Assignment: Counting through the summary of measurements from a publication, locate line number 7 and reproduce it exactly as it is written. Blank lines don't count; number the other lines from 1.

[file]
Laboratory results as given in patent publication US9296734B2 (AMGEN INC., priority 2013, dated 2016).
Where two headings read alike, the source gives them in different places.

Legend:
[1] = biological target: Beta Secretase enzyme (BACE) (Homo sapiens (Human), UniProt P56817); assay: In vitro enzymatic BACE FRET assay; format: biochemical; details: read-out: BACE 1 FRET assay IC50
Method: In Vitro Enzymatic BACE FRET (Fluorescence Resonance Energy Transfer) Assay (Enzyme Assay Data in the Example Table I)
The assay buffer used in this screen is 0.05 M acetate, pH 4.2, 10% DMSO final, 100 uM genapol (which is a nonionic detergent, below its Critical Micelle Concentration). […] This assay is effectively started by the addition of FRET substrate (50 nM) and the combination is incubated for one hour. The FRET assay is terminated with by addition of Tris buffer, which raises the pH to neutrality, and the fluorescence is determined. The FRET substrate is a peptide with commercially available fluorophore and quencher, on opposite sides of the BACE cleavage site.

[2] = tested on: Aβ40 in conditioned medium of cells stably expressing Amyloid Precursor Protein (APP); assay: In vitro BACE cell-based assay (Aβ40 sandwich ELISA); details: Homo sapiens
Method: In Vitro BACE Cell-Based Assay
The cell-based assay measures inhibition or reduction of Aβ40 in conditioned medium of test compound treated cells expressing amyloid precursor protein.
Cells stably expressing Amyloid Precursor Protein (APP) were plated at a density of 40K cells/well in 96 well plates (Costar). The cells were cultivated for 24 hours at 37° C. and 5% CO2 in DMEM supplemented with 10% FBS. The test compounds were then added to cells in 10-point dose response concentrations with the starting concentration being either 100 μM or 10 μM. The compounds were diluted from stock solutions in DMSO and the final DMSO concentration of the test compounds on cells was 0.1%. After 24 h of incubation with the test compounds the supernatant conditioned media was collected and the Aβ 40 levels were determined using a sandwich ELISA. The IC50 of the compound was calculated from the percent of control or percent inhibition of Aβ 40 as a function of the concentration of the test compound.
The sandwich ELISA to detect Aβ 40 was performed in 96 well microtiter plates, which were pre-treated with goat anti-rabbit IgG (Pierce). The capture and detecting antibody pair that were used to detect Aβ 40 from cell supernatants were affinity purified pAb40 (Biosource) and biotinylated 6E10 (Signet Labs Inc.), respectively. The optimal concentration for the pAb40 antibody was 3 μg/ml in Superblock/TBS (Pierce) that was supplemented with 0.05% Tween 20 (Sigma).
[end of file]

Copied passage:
[2] = tested on: Aβ40 in conditioned medium of cells stably expressing Amyloid Precursor Protein (APP); assay: In vitro BACE cell-based assay (Aβ40 sandwich ELISA); details: Homo sapiens